Thanks to @katsdekker, @thecyclingjim and @scsmith4 for the stories
I wrote to Sussex plod protesting their use of the term “collide”. If you consult a dictionary, you will find that the term describes the coming together of two objects in a violent manner, but also that it strongly implies that the two objects are of comparable size, speed, momentum. So how can a pedestrian “collide” with a car?
He could run into a parked car at speed – that might just about justify the term. He might bump into another pedestrian on the pavement – that would certainly be a collision as the two objects are comparable.
The Sussex report should have said:
“A 61-year-old man has sadly died from injuries sustained when he was knocked down by a white Ford Focus on the …..”
Pedantic? I don’t think so. The word is clearly being used to permute the truth and give it a gloss which it doesn’t deserve – an implication that somehow the pedestrian is at least partly responsible for his own misfortune. Perhaps he was – but no specific facts are cited in the Sussex report which could lead you to conclude that empirically.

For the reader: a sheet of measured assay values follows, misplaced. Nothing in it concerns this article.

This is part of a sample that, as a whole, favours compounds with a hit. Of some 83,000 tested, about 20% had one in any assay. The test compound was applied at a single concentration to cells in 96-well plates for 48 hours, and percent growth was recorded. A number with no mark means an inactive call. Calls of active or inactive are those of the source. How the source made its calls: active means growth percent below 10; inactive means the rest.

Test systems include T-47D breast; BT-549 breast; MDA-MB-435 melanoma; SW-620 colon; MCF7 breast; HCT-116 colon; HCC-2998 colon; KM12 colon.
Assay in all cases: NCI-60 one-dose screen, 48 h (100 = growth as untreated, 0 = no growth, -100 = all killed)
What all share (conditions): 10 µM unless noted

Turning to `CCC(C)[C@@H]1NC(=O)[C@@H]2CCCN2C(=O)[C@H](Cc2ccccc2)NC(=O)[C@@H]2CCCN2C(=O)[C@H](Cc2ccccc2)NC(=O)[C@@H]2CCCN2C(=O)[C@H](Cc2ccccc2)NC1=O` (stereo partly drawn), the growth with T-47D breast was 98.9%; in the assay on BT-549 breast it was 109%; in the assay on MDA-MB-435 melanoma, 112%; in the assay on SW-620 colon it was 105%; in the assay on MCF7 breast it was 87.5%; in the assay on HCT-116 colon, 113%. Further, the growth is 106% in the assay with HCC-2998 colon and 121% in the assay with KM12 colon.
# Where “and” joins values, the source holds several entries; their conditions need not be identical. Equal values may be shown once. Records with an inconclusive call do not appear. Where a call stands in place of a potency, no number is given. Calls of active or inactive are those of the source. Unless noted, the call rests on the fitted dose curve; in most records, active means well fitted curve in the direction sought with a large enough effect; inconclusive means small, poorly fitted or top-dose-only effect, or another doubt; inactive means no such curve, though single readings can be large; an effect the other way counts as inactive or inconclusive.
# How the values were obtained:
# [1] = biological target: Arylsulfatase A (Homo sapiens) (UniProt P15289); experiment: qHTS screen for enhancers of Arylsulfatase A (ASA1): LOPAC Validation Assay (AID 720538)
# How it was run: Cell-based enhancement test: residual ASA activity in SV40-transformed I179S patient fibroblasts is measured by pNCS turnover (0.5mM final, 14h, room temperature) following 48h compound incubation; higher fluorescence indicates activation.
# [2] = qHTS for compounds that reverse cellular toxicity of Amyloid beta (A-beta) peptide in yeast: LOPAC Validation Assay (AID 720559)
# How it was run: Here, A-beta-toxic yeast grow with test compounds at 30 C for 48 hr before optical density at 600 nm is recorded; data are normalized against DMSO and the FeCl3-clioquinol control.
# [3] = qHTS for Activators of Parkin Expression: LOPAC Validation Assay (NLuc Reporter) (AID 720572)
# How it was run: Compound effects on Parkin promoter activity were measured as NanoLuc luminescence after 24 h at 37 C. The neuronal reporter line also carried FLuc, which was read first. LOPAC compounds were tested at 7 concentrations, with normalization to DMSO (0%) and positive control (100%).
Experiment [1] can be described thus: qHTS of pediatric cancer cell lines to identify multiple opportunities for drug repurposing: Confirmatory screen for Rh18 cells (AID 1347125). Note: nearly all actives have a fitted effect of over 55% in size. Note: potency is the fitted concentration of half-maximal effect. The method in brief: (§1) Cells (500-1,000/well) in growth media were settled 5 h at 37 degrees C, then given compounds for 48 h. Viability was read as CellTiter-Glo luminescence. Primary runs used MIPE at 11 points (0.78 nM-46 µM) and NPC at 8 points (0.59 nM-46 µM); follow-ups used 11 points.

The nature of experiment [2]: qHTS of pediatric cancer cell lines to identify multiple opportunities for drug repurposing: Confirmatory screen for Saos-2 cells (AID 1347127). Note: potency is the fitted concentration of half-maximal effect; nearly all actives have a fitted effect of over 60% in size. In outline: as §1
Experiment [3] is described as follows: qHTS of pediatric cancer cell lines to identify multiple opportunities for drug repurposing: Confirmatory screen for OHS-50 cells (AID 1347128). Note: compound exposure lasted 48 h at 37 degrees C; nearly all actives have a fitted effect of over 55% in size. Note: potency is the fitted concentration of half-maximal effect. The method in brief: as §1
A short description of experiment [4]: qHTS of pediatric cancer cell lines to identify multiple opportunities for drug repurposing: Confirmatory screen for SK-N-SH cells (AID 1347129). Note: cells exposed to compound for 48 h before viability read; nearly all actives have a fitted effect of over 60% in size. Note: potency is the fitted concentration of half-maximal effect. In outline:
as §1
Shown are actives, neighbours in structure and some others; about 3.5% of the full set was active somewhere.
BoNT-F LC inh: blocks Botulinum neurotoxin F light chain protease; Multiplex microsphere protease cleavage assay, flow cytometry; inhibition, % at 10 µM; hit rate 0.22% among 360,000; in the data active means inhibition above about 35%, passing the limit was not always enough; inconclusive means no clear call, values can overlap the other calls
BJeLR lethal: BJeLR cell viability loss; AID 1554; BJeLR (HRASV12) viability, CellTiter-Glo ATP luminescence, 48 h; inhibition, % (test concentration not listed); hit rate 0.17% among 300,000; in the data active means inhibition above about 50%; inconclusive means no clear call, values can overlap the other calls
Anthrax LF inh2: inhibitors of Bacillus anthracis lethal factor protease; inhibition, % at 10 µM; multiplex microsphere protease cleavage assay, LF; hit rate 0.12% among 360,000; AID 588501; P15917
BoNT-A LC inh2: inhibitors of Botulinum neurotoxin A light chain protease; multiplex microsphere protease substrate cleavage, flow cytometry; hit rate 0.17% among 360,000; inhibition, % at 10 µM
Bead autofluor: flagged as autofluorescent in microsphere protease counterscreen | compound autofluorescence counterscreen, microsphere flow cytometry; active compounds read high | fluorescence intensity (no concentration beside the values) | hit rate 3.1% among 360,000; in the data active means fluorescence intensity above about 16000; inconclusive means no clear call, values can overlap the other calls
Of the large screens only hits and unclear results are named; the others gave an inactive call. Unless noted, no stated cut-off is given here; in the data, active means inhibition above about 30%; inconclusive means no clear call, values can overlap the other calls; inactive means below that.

I note that Sussex plod have been handing out high-vis to people unfortunate enough to have to live with this road. Have they issued eye-test vouchers to drivers along this stretch?
The comments by the police officer on the first incident are depressing. Nothing about modifying driver behaviour to make the road safer.
Ah, but the 61-year-old who was killed was a homeless person, quite possibly drunk, and thus not worth worrying too much about. These poor sods apparently have to camp on the other side of the A27 from their charity-run hostel or day centre in the town.
A very sad reflection on society. I suppose we’ll always have homeless people, but we could perhaps try to look after them a little better than we do. If anyone is a “vulnerable road user”, they are.
Par for the course for our media unfortunately. A 14 year old boy was knocked down by a bus while trying to cross the road in my home town last year. The local paper’s website reported that he ‘collided’ with the bus! I left a comment similar to Paul M’s and, to be fair, they changed the wording of the article.